monochrome but delicious
“Chana” means “chickpeas” in Hindustani, so this is a vegetarian stew-like dish made with chickpeas — I added cauliflower for even more health and texture. The dish has a nice spice profile and is great for a quick, warming Friday or other weeknight dinner. It’s also easy to double the recipe for more people. As has been the case in the past, this dish is more flavorful the next day, after the flavors have had time to blend and mellow. Serve this over rice — or not, as it’s hearty enough to stand alone — and feel free to stir in some plain yogurt to cut the spice and add some tang.
Place a medium pot of water on the stove over high heat. When the water boils, add the cauliflower and cook 5-10 minutes or until it is firm-soft. Drain and set aside.
Sauté the onions in oil in a skillet over medium-high heat until they are translucent.
In a separate, small skillet, toast the cumin and coriander seeds until they are fragrant, then grind them with a mortar and pestle. Add these and the other spices (through ginger) to the onions in the large pan and cook on low for 5 minutes, stirring frequently.
Add the tomatoes and water to the pan and let simmer for 5 minutes.
Add the chickpeas, garlic, salt, and cauliflower to the pan and bring the mixture to a boil, then let simmer for 10-15 minutes or until it thickens to your liking.
Serve over rice — or not — and with or without a dollop of plain yogurt.
If you’ve ever gone out for Indian food, you’ve probably had naan, that chewy, addicting flatbread. It has been on my mind to try and make naan myself — I figured it couldn’t be too different from making “tortillas” with pizza dough. Luckily, Sprouted Kitchen has this recipe, which walked me through the naan-making process.
Despite having some difficulty with pan temperature, the naan was easy to make and turned out well. Cumin adds depth of flavor, and butter (traditionally ghee) brushed on the warm bread complements it nicely. I found it interesting that yogurt and milk act as leaveners, rather than yeast. Who knew?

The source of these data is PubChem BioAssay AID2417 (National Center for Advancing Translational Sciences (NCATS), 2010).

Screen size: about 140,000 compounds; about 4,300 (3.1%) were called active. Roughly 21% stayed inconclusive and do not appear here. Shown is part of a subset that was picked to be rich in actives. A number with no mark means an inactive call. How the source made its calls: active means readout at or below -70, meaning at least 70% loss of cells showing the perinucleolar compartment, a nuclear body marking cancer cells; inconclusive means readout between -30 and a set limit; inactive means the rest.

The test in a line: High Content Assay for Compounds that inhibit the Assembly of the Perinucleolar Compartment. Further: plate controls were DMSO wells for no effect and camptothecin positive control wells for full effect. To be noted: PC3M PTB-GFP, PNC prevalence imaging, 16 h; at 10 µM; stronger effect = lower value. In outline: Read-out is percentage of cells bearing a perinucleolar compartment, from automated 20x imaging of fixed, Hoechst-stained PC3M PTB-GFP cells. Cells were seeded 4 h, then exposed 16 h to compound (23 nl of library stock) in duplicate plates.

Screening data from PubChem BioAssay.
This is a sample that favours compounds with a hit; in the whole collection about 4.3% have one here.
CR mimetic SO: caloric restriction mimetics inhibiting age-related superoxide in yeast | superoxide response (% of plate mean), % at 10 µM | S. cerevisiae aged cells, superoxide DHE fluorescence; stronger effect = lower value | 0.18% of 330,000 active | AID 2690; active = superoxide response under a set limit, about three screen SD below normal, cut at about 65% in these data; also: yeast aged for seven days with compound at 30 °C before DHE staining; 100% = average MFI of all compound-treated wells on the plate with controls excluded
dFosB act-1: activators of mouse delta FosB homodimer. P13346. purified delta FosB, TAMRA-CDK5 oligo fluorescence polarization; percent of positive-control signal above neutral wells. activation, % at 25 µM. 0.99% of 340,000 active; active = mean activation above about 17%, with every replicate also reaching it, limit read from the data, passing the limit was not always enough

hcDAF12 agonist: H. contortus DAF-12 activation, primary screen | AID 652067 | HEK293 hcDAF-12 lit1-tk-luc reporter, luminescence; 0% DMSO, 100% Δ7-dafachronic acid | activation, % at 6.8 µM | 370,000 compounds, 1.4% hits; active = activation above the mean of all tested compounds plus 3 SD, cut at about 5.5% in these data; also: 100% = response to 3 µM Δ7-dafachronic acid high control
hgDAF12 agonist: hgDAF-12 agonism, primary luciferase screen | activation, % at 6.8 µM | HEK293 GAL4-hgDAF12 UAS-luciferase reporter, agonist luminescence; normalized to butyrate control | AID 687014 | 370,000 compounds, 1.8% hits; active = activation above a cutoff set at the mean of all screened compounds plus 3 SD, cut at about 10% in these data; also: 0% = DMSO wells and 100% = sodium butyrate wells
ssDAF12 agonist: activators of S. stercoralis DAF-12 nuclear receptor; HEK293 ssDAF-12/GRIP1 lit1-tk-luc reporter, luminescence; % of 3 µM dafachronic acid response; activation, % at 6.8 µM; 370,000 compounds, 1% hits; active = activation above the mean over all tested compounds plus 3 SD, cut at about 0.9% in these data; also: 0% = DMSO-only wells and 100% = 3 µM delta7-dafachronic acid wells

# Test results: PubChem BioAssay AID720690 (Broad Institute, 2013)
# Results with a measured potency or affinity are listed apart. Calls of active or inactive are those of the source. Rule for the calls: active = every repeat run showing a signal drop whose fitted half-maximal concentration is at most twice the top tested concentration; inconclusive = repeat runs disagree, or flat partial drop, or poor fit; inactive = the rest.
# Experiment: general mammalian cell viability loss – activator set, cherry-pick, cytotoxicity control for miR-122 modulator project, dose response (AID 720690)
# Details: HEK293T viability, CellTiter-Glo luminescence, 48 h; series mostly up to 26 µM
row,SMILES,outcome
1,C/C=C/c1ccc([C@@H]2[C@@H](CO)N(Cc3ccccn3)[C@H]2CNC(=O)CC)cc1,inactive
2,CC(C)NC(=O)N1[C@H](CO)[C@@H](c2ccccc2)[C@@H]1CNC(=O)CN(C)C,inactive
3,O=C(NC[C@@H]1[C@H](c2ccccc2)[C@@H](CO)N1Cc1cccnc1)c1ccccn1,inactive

The naan was delicious with our falafel and baba ganoush (cuisine-mixing, I know! But delicious). It would work well as a bread substitute for sandwiches, dipped into yogurt sauce, or eaten alongside a nice Indian curry or dal.
1/2 cup warm milk (30 seconds in the microwave ought to do it)
1/2 cup plain yogurt (I used low fat)
optional: 1-2 garlic cloves, minced
Make the dough: Combine the dry ingredients (through sugar) in a medium bowl and whisk together. Separately, mix together the milk and yogurt. Make a well in the dry ingredients and pour in half the dairy. Slowly combine, then pour in the rest of the milk mixture and stir until a soft dough forms.
Cover the bowl with a damp cloth and let it sit in a warm place for at least two hours.
Make the bread: Heat a skillet to medium-high heat. Flour a workspace and carefully take the dough from the bowl (it may be quite sticky). Knead the dough a few times, working in the minced garlic, if using. Divide the dough into 4-6 pieces and roll each out into a thin oblong shape. Brush one side of each piece with water, and place water side-down in the hot pan. Cook for 1 minute on each side, then brush with butter and serve warm.
We’ve discovered that it’s way cheaper per pound/kilo to buy a whole chicken, roast it, eat some, then create another tasty dish with the leftover meat. In the past, we’ve used leftover chicken for buckwheat noodle salad and borshch, among other things. This week, I wanted to try something new. After scouring a few of my favorite food blogs, I settled on this Fragrant Chicken Biryani because we had almost all of the ingredients and it would make enough to feed us for another meal or two. And since roasting a whole chicken is pretty darn frugal, I thought it appropriate to use one of frugal feeding‘s recipes.